‘Adoration 101’ explores Real Presence for young adults

CatholicPhilly.com recently published an article about our Pastor, Father Moerman’s recent talk to Catholic Young Adults of Chester County (CYACC) discussing the deeper meaning behind “adoration”.

Catholic Young Adults of Chester County (CYACC) had the opportunity to hear about the deeper meaning behind the word “adoration” during the group’s weekly session on Wednesday, July 26.

Brian Hynes of the CYACC hosted the program “Adoration 101” at SS. Peter and Paul Church in West Chester where Father Stephen Moerman, pastor of St. Isaac Jogues Parish in Wayne, spoke about the history of adoration of the Blessed Sacrament, its importance to Catholics in everyday life and the proper “etiquette” during a time of adoration.

The pastor along with his parish youth minister Joe Aquilante delivered a meaningful talk using a Power Point presentation to about 30 young adults.

The talk itself was the idea of the young adult group’s director, Kristina Snyder, who was moved by a previous homily Father Moerman had given about adoration. She hoped a talk by him on the topic of adoration would help the members of her group better comprehend and love Christ in the Eucharist.

“I just think Father is an amazing homilist,” Snyder said. “Adoration has been the center of our group. That is why we wanted him to speak to us.”

Because Father Moerman did not remember precisely the homily Snyder was referring to, it gave him the chance to start from scratch in planning his talk for the young adults.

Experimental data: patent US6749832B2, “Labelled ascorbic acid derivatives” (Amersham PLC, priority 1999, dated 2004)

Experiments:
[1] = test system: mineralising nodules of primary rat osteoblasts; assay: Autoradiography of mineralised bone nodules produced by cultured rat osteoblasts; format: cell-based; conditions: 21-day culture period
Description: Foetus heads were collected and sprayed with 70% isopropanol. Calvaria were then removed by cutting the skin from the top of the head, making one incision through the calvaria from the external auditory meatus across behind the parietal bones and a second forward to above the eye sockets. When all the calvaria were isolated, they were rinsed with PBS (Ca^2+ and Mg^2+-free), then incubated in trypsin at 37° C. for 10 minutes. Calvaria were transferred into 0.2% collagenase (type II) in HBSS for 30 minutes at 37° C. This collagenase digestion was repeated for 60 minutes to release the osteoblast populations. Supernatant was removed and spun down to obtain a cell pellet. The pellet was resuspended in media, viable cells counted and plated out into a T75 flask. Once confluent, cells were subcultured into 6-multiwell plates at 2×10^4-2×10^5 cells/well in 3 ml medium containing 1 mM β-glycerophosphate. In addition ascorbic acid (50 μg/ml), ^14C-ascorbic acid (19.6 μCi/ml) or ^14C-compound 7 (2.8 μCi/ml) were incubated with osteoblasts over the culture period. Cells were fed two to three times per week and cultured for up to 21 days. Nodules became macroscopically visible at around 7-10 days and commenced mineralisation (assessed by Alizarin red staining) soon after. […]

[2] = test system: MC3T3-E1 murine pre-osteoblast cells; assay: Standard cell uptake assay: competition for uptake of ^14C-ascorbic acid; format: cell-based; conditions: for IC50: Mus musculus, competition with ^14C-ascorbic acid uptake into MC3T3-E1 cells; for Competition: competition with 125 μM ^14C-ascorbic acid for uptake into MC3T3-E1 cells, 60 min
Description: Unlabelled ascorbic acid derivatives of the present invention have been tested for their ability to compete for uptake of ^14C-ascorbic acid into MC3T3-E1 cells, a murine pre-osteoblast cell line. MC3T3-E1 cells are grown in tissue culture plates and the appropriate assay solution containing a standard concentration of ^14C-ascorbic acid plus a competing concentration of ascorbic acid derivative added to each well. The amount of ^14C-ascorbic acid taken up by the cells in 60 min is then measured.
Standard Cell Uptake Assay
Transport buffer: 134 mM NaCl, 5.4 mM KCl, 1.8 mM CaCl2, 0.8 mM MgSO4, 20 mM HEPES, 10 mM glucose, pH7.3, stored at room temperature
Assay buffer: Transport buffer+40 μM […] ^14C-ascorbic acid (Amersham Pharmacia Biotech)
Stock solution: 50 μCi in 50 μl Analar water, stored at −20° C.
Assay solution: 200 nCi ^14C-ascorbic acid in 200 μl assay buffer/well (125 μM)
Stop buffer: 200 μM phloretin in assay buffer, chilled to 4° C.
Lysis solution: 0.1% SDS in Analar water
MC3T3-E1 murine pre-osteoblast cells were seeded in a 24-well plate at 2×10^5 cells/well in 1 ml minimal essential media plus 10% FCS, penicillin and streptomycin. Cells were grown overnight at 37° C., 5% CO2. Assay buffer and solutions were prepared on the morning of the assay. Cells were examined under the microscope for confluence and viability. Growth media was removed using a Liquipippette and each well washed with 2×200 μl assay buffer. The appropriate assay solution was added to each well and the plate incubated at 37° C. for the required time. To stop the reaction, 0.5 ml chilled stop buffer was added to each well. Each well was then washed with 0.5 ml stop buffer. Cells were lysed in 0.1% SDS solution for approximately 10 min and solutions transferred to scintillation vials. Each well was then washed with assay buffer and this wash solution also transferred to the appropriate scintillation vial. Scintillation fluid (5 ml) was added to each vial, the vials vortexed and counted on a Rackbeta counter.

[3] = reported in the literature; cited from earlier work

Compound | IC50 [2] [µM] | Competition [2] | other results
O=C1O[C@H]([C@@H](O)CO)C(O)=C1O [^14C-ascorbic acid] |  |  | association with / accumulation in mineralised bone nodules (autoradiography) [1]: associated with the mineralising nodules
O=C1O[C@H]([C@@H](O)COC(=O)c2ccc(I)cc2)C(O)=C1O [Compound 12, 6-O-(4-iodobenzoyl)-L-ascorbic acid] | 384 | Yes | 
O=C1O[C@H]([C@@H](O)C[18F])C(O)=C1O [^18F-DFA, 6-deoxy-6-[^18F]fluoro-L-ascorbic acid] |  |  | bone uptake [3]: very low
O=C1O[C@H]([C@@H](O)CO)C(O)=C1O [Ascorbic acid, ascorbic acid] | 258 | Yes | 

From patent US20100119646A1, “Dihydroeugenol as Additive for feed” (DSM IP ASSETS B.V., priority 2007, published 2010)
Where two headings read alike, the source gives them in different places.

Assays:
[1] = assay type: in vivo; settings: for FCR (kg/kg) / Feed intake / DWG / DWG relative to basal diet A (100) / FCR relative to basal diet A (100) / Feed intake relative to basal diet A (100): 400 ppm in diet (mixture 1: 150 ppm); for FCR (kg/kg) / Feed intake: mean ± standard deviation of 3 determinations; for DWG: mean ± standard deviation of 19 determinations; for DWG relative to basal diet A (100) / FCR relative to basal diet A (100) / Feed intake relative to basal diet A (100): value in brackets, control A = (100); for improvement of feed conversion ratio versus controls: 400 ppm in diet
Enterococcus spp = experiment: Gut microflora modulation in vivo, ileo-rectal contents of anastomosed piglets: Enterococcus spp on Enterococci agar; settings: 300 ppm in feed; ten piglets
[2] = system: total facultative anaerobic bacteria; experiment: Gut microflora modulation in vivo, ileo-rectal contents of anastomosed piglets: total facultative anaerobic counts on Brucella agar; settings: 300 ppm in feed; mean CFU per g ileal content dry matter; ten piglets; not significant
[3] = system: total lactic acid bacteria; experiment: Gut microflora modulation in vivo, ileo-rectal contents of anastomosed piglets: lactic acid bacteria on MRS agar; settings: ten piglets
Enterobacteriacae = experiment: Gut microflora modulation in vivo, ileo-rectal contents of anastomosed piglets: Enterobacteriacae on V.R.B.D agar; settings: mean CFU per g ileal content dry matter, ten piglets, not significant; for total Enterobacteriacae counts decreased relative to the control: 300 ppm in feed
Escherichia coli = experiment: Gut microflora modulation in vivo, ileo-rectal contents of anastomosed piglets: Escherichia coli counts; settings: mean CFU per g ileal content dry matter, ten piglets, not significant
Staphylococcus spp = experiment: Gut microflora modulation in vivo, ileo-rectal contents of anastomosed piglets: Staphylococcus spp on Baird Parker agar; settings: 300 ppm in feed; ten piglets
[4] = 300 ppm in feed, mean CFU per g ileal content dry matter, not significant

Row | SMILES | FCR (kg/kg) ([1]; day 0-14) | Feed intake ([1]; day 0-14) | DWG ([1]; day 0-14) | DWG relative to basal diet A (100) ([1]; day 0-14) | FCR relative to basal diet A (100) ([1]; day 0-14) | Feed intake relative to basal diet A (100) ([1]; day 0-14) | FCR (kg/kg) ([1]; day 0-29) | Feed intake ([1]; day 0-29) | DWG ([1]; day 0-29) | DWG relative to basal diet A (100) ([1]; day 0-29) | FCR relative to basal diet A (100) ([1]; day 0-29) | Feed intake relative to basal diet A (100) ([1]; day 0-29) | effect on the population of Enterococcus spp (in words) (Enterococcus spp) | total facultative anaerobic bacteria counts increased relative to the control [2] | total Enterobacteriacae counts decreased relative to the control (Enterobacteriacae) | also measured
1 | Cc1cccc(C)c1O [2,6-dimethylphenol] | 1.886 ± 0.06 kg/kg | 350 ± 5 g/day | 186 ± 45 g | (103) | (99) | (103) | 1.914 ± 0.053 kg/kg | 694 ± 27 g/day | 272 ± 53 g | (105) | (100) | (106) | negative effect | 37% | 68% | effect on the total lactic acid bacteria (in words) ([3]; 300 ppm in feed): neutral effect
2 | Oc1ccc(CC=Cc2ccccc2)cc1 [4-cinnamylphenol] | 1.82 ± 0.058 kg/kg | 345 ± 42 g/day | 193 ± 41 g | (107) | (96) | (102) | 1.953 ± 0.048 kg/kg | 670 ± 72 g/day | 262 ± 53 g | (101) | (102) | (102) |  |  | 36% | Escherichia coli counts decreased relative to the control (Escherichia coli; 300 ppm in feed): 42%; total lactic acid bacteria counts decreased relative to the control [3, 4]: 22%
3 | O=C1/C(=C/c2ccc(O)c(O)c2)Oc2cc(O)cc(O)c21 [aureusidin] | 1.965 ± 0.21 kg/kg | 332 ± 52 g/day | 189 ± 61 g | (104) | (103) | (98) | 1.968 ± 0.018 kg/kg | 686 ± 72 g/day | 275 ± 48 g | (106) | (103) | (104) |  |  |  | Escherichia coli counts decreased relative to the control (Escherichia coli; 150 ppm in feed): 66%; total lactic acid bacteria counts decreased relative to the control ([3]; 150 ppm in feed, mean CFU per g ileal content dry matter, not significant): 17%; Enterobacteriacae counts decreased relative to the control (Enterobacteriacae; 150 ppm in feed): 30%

“The real presence is our belief that bread and wine become the body and blood of Christ,” he said. “We recognize Christ in the monstrance. Sometimes we take the Real Presence for granted.”

Father Moerman spoke of several events in Scripture that help Catholics take Jesus’ institution of the Eucharist literally: the plague upon the firstborn, manna in the desert and the Last Supper.

“We believe that after the consecration the bread and wine become Christ,” he said.

Aquilante showed a video presentation to set the tone of how eucharistic adoration brings the faithful closer to God.

“People need strength,” Aquilante said. “You develop a friendship with Christ through being with him in adoration.”

In discussing the history of adoration, Father Moerman referenced the Feast of Corpus Christi, Latin for the Most Holy Body and Blood of Christ, and how it became a solemnity in the liturgical year. In 1263, a priest was en route to Rome and he doubted his vocation. As he lifted the host, it broke and bled on the corporal, a white cloth. A year later, Corpus Christi was declared a feast and it continues to be celebrated on the Sunday after the Most Holy Trinity. To this day, the blood-stained corporal remains in the Basilica of Orvieto, Italy.    Click here to read the full article.